My husband and I had had a whirlwind relationship. We met May 31, 1991. By April 1992 I had moved over here lock, stock, and broken glassware. We'd only seen each other a total of five times in those months, and most of that was spent travelling to various places. We hadn't really known each other in our native habitats, so to speak. So I had a new relationship, new country, new lifestyle (I haven't had a paying job since moving to the UK). It took me years to adjust, but I did. Thank goodness I found help along the way because I couldn't have done it on my own.


Crystal Jigsaw has bestowed the Rockin Blogger on me. I'm having a really good week here. Thank you, Crystal, and I shall spread the wealth.

20 comments:

J said...

Very interesting. I've had several friends move between the UK and the US. Most are back here to stay. One was in the UK for 12 years or so, moved back to the US about 3 years ago, and misses the UK desperately. I think she'd move back if she could.

I can see some parallels in moving between different regions of the US. Although there are not currency, citizenship, electrical or as extreme language issues (love the wanker story), it's still different. There are still cultural adjustments to be made.

Thanks for writing all that out.

Vi vi vi vooom!!!!!!!! said...

Great to read your background mate, totally different to my intiation to this country, but also very similar.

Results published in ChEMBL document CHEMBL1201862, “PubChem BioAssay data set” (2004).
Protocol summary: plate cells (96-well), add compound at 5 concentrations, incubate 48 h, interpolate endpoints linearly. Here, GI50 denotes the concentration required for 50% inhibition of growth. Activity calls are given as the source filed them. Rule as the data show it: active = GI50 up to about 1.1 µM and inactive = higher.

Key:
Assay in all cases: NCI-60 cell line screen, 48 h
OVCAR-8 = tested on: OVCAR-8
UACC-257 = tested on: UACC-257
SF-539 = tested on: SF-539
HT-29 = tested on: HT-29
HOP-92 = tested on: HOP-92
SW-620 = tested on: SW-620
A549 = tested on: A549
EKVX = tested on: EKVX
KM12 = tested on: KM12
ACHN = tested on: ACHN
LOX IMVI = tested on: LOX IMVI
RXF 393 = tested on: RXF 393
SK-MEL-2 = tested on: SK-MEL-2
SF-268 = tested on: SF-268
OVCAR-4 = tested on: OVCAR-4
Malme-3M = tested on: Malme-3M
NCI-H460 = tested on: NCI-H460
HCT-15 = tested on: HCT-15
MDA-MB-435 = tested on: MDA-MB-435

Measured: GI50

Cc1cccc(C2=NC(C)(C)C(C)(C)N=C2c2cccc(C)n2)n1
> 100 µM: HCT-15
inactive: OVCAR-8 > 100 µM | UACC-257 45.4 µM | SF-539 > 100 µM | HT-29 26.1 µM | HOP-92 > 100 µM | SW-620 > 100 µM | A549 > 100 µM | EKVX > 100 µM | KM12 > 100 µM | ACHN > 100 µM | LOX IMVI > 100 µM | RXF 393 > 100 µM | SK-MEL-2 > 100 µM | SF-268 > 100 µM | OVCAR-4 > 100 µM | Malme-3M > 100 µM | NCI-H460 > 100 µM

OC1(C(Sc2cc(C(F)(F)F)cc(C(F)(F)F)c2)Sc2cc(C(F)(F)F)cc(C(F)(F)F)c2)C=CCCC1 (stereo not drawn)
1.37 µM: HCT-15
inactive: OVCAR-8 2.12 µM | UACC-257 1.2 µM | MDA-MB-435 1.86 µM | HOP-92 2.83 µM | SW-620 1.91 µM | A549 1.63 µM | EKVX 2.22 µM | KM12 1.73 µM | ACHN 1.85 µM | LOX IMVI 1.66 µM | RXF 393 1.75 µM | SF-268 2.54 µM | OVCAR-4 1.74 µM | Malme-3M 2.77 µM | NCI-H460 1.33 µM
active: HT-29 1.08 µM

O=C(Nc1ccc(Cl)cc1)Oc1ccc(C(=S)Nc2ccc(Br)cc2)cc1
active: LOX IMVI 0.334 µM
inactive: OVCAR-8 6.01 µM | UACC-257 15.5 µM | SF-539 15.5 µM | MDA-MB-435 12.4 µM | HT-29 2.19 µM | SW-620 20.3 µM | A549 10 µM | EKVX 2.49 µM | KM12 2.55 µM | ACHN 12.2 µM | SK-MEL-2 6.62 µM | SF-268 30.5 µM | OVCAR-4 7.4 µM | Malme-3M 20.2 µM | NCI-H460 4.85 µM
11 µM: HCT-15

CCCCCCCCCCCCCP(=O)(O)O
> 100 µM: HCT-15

I totally agree with with the NHS, they are flawless when it comes to first mums.

and cracked up over the wanker thing! (in oz, it means the same as hear)

Mean Mom said...

I found it really difficult, when I moved 2 hours or so further south in my own country, so you have 100% of my admiration! I could maybe manage a couple of years in another country, but I don't think I could go for ever.

I too worked for the CAB, but in a part-time paid position. I loved it, but I had to do the decent thing and resign, when money became short. I still regularly meet up with a lot of the people I met there. They are some of the nicest people I have ever known, and are we are all very supportive to each other in times of need.

I am glad that you feel more settled, here. The wanker story is priceless. We once had one in our bureau for real!!!!

Annie said...